It’s heartbreaking — the news of the drive-by shooting last Thursday night (Aug. 15) of 25-year-old Omar Muñoz Jr., and the passing on that same day of Pahola Mascorro.
Mascorro was the mother of 14-year old Eli Rodriguez, a student at the Cesar Chavez ASE Learning Academy in San Fernando who — after leaving school, was tragically swept away during a torrential storm and died in the Pacoima Wash in 2017. Mascorro was undergoing cancer treatment when she lost her son, which made her fight against the disease more difficult.
Mascorro and other family members wanted the local council to move quickly to take action and implement a key safety measure to widen the sidewalk area and the small area over the wash they refer to as the “bridge,” where students walk back and forth to school each day.
Since that time, a lesser plan was approved by the city’s council members and two years later, changes haven’t been made.
The drive-by shooting of Muñoz, a young father of three, has his family, friends and neighbors asking “Why”?
Muñoz wasn’t a gang member. He was only 25, but held a job to provide for his family and took his responsibilities seriously. He was looking forward to his wedding and building the best life he could with his soon-to-be wife and kids.
The City of San Fernando isn’t immune to tragedy — the truth is, there have been too many tragic events in this town, including the unsolved murder of musician Fred Freak Smith in Las Palmas Park, and an officer-involved fatal shooting at an apartment building that went by pretty much unnoticed.
The police and old bastions of power in this small town continue to describe it as a variety of “Mayberry,” and have gone so far as to claim the city doesn’t have gang or homeless problems.
But the city does have problems — huge problems when a resident can’t safely walk outside his own home.
Residents and the city council members who are elected to represent them should be outraged. But the knee-jerk response typically is that the city’s problems are brought in from the neighboring communities of Sylmar and Pacoima, and they aren’t “homegrown.”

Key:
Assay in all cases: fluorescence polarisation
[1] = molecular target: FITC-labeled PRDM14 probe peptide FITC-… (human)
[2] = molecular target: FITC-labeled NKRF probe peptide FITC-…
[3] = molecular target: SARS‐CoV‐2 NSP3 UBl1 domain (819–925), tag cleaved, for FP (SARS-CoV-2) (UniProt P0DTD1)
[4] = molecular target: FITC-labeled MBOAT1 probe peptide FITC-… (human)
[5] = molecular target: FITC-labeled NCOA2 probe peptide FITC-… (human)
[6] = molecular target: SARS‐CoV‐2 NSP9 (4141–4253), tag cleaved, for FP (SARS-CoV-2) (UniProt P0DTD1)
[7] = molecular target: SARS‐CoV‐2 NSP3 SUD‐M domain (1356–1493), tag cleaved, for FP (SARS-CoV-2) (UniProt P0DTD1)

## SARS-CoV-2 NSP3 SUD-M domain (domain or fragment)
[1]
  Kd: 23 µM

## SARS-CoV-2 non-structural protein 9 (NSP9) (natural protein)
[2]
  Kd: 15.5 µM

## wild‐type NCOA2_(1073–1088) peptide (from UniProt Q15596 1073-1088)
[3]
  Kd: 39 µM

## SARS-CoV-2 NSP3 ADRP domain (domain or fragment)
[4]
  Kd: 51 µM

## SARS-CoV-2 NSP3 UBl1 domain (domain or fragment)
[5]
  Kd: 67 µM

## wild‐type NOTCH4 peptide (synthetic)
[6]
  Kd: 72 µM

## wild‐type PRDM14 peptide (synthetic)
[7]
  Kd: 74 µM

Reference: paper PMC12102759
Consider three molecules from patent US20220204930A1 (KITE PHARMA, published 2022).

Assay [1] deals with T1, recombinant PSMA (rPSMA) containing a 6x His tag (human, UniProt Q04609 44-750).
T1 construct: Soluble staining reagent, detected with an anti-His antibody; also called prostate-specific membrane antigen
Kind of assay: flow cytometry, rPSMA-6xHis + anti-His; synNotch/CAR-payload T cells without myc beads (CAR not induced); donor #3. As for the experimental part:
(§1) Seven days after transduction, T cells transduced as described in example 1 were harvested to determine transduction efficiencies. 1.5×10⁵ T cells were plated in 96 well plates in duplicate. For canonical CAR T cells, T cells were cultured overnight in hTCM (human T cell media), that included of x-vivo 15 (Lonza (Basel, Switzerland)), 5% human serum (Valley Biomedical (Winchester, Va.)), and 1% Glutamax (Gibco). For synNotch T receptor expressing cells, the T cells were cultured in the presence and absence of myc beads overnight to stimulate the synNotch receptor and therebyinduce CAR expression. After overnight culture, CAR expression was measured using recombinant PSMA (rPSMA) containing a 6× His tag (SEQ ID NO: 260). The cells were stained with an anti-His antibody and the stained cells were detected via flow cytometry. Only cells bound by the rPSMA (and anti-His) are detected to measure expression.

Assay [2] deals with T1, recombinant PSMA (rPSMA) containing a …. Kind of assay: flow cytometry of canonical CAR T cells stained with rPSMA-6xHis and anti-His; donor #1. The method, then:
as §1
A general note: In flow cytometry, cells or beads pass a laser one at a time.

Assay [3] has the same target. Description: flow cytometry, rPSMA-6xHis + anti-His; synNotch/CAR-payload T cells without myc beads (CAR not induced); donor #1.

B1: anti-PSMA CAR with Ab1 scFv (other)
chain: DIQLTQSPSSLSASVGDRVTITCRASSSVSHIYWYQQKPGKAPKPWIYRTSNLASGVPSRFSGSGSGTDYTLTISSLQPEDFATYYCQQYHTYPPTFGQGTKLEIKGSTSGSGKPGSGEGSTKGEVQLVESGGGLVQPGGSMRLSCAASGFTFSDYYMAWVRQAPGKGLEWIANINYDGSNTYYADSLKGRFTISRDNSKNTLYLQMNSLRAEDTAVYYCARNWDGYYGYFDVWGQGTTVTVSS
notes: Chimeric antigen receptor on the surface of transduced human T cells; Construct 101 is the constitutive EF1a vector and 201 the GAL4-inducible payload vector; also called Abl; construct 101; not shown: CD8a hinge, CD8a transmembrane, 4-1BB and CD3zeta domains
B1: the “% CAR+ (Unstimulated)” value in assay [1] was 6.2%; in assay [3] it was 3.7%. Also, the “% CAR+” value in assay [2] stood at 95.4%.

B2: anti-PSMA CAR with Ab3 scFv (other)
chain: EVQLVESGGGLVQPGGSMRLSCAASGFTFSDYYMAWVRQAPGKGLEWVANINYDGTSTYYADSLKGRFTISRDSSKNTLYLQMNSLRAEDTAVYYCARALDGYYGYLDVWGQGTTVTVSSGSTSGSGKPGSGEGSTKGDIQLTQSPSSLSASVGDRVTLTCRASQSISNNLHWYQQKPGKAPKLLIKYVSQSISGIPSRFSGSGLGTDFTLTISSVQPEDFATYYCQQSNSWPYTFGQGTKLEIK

Few question that claim and these tragic events when they have occurred and after a few murmurs of “that’s sad,” brush them under the rug and life moves on.
It’s not so easy to move on for the families whose lives are forever changed. It will impact them every day.
Every time it rains hard, Eli’s family members worry about the Wash swelling and the kids walking to school. Meanwhile, the Muñoz family will see the spot where Omar was killed right outside their door.
As funeral services are held for Mascorro and Muñoz, it’s musical chairs again at San Fernando City Hall. Last Monday, City Manager Nick Kimball read a resignation letter sent by Councilmember Antonio Lopez. He wrote: “I leave the City of San Fernando to pursue opportunities for the benefit of my children and family. I wish for continued success and prosperity in the City. Thank you to the residents for allowing me to serve in an active role in the future of my hometown.” The council will either hold a special election or (more likely) appoint someone to complete Lopez’ term. Will the next member just be another complacent seat-warmer who will protect the city, but not its residents?
What will it take to shake people out of their lethargy and demand an active city council that finds solutions and takes firm action?
Or will you be resigned say “that’s so sad” and move on because the gunfire didn’t hit your family member?
And so the City turns….